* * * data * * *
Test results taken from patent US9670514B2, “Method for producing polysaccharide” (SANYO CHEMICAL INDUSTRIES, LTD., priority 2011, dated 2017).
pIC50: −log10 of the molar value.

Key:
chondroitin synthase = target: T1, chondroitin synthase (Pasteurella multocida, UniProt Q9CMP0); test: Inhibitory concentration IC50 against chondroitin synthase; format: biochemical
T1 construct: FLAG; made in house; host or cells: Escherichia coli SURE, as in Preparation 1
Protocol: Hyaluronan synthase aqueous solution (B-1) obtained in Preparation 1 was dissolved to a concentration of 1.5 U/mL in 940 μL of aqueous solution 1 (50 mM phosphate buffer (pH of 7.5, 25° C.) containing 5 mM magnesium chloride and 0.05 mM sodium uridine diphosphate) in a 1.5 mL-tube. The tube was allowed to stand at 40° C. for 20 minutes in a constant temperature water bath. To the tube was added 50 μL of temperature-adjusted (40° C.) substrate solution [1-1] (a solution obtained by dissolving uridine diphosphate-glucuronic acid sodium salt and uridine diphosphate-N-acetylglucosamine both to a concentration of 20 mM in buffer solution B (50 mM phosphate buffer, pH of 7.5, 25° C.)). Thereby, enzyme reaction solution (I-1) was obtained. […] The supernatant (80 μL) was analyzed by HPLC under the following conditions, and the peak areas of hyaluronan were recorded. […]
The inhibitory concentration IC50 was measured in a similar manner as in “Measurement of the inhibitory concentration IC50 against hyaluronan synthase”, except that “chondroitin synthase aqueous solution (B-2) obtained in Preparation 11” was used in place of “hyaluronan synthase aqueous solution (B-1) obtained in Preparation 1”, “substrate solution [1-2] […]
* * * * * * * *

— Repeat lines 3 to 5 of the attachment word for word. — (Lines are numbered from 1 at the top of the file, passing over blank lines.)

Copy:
Key:
chondroitin synthase = target: T1, chondroitin synthase (Pasteurella multocida, UniProt Q9CMP0); test: Inhibitory concentration IC50 against chondroitin synthase; format: biochemical
T1 construct: FLAG; made in house; host or cells: Escherichia coli SURE, as in Preparation 1